It’s Research Wednesday! Where I share the latest, or most fascinating, in the science of friendship.
“One of the most remarkable facts to emerge from [the 2000] census is that one out of every four households consists of one person only. The number of one-person households has been increasing steadily since 1940, when they accounted for roughly 7 percent of households; today, there are more people living alone than at any point in U.S. history.” (The Lonely American, by Jacqueline Olds and Richard Schwartz)
I’ve never lived alone. I went straight from rooming with a friend in NYC to living with my now-husband. I’ve heard some people posit that you’re never truly ready to marry until you’ve lived alone—that’s how you find yourself, they’ll say—so maybe I missed an important step.
There are certainly days where I wish I had tried it out. I would have enjoyed hodgepodge meals of peanut butter and half an avocado and some toast (that’s the kind of feast I create when left to my own devices) and hours-long Law and Order: SVU marathons on my couch. But it never really made sense for me. New York City rents weren’t worth shouldering alone. And my roommate—aside from being one of my closest friends—was always up for an SVU marathon. Elliot Stabler? Yes, please.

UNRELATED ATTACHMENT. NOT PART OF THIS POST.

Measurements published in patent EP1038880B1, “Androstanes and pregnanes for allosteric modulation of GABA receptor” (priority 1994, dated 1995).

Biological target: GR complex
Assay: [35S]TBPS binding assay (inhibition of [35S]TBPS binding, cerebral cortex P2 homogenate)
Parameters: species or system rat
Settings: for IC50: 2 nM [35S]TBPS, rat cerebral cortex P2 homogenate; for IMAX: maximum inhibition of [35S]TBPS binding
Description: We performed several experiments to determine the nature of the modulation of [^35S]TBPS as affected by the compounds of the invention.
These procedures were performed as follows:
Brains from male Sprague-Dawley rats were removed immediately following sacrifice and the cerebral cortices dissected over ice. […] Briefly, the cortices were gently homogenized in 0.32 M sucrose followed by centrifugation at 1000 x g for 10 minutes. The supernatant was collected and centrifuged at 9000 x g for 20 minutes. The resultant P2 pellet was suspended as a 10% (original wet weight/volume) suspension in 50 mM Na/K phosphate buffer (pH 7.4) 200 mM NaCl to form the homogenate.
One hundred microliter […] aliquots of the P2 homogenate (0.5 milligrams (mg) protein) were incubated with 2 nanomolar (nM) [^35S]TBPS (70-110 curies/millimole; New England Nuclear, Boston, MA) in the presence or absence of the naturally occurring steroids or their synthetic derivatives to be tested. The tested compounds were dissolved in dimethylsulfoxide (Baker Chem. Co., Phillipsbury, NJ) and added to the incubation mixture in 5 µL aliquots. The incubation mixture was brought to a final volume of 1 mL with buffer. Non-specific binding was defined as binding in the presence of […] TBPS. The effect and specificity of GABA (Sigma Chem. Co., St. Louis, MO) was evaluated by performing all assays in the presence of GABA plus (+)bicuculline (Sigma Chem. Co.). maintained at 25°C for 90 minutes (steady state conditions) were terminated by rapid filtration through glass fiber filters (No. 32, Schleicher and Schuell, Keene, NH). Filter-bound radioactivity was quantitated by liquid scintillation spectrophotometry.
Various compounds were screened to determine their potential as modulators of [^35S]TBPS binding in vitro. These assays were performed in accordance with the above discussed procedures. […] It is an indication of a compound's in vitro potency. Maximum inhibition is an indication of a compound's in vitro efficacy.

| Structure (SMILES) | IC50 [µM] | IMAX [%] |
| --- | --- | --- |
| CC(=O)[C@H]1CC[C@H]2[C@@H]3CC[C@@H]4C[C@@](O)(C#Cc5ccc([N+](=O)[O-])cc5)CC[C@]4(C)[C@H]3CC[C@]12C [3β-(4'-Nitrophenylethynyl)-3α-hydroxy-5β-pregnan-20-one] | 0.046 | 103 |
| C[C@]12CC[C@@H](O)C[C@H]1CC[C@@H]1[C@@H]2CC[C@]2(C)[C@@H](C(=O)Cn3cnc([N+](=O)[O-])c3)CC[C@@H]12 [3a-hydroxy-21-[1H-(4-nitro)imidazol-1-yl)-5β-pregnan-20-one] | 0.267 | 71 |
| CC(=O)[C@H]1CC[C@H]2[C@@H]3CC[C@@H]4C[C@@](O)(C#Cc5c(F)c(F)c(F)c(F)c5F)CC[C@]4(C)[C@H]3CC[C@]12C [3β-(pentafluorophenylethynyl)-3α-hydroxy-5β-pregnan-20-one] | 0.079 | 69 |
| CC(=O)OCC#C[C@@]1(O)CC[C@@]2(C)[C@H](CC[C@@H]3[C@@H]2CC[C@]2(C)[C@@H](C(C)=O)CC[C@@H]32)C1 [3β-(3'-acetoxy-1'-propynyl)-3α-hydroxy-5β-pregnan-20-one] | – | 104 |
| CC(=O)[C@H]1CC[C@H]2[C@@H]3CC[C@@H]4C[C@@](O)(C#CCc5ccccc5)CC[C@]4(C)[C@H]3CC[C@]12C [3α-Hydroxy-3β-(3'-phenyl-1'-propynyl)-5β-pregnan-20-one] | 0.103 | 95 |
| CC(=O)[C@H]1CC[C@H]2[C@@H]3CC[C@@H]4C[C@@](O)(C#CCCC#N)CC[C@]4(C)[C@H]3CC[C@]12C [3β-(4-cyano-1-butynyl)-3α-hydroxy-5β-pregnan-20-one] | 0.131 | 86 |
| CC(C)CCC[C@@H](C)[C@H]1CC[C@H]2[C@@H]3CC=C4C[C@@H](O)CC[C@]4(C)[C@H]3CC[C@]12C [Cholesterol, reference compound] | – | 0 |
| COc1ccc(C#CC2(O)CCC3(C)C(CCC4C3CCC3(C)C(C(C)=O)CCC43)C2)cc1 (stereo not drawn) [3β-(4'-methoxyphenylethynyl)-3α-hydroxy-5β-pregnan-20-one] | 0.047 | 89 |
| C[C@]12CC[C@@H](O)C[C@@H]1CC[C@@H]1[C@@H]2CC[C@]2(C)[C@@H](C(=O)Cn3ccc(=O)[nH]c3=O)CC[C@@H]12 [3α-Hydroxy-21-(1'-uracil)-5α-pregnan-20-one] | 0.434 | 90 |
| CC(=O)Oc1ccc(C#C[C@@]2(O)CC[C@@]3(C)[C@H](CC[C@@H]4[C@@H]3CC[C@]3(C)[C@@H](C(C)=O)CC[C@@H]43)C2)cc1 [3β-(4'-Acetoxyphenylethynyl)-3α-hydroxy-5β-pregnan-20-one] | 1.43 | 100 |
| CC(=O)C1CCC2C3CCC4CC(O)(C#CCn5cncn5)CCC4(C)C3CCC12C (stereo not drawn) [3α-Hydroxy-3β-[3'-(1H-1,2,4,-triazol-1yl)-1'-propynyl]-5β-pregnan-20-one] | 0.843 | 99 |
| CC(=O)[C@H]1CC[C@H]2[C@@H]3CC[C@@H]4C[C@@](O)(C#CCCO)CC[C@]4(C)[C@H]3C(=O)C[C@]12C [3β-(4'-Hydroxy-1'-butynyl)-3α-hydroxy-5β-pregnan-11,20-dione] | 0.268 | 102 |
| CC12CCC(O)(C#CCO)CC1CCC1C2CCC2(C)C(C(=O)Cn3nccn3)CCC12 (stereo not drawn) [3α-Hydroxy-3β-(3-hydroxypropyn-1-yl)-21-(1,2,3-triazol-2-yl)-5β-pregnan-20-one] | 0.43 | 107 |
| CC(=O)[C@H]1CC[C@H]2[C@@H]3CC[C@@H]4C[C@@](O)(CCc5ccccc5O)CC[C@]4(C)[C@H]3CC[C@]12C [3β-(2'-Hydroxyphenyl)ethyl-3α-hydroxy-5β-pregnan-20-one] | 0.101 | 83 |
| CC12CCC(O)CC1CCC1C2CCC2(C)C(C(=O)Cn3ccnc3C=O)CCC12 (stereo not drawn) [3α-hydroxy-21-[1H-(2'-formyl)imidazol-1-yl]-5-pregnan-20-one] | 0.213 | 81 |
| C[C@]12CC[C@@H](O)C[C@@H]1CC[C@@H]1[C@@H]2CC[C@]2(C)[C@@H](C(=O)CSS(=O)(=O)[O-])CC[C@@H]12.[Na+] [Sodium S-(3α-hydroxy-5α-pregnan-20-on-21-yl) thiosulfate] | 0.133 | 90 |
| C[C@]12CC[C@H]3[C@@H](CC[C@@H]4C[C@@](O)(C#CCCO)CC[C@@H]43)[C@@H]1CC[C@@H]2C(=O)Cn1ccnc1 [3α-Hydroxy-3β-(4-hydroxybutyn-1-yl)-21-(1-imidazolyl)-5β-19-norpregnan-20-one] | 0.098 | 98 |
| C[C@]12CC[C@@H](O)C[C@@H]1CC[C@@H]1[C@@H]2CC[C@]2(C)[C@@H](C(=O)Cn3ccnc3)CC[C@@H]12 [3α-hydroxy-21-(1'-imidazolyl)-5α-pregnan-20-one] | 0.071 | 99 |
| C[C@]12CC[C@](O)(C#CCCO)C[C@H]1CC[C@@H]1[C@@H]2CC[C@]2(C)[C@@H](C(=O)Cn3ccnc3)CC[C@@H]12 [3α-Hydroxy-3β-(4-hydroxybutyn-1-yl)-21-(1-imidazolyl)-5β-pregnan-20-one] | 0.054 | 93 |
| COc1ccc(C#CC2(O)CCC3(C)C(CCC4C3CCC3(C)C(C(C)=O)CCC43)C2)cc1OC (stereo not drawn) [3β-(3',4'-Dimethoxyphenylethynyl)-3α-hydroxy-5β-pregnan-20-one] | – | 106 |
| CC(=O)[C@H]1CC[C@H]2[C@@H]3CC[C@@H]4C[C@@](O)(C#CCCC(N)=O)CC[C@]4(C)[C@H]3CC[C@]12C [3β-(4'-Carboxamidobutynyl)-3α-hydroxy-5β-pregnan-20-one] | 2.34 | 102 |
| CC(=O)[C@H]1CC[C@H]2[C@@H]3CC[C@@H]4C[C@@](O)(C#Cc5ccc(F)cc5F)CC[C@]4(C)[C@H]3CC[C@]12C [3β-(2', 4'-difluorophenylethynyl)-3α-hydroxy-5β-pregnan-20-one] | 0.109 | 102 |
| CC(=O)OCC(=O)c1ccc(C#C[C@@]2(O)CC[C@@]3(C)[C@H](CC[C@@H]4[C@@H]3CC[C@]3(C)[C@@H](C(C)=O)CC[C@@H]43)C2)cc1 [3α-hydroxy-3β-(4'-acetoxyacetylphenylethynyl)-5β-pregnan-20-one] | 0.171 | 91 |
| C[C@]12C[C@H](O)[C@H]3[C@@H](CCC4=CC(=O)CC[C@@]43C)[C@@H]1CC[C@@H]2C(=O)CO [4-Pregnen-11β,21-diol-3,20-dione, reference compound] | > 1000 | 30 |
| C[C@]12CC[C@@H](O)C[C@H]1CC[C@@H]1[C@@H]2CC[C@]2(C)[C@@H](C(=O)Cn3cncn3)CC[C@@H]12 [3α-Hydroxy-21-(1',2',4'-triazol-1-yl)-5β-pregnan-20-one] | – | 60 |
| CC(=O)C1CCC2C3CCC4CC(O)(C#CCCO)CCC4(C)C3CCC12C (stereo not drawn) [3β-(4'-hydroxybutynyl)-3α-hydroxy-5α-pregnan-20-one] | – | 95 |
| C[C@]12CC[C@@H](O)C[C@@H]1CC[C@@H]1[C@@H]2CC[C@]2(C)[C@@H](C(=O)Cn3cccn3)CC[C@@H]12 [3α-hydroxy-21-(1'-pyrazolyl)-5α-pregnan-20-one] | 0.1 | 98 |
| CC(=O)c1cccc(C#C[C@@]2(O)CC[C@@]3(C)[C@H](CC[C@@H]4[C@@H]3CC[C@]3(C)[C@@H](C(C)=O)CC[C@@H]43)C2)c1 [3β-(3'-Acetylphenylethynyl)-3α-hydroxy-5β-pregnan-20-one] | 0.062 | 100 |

These days many of my single friends live alone. They’re sick of sharing bathrooms and bills, and they’ve built up successful careers that afford them the means of shacking up solo.
Olds and Schwartz present their data in The Lonely American as evidence that people are taking independence to a place of loneliness.
“One-person households are most likely to be found in major metropolitan centers. Manhattan leads the pack. 48 percent of all households on the island are one-person households”
I’m a huge fan of Olds and Schwartz, but I don’t find the fact that almost half the residents of Manhattan live alone as that shocking or depressing. People get married later these days, so they don’t wait to be whisked away to a palace. They find a place they love and move in. At, let’s say, 28, some women feel they’ve outgrown labeling their food in the fridge.
On the flip side, people live longer too. So they might inhabit a one-person household after they’ve lost a spouse.
And obviously there are plenty more women now who choose not to marry or who’ve gotten divorced than there were back in 1940.
In my experience, people who live alone are often more social than those who live with one roommate. If you’re solo at home and want friendly contact, you’ve got no choice but to call a pal and get out into the world. When you live with a roommate, it’s easy to rely on that one person and not socialize outside your twosome.
What do you think? Does this statistic further the argument that we’ve become lonelier as a people? Or is it merely a sign of independence and taking care of yourself? And who do you think is more social, someone who lives alone or with a roommate?